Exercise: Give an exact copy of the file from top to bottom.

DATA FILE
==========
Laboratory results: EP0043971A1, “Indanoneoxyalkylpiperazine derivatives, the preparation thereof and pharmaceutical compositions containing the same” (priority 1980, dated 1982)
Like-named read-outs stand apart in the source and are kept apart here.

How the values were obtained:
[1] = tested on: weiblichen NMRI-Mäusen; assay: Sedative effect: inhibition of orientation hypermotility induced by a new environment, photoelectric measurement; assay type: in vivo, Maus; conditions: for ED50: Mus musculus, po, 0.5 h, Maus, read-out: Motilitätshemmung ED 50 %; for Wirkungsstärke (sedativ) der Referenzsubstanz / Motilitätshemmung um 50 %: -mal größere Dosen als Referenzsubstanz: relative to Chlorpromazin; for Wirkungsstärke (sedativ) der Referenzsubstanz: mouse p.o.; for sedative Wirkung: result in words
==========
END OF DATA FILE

Laboratory results: EP0043971A1, “Indanoneoxyalkylpiperazine derivatives, the preparation thereof and pharmaceutical compositions containing the same” (priority 1980, dated 1982)
Like-named read-outs stand apart in the source and are kept apart here.

How the values were obtained:
[1] = tested on: weiblichen NMRI-Mäusen; assay: Sedative effect: inhibition of orientation hypermotility induced by a new environment, photoelectric measurement; assay type: in vivo, Maus; conditions: for ED50: Mus musculus, po, 0.5 h, Maus, read-out: Motilitätshemmung ED 50 %; for Wirkungsstärke (sedativ) der Referenzsubstanz / Motilitätshemmung um 50 %: -mal größere Dosen als Referenzsubstanz: relative to Chlorpromazin; for Wirkungsstärke (sedativ) der Referenzsubstanz: mouse p.o.; for sedative Wirkung: result in words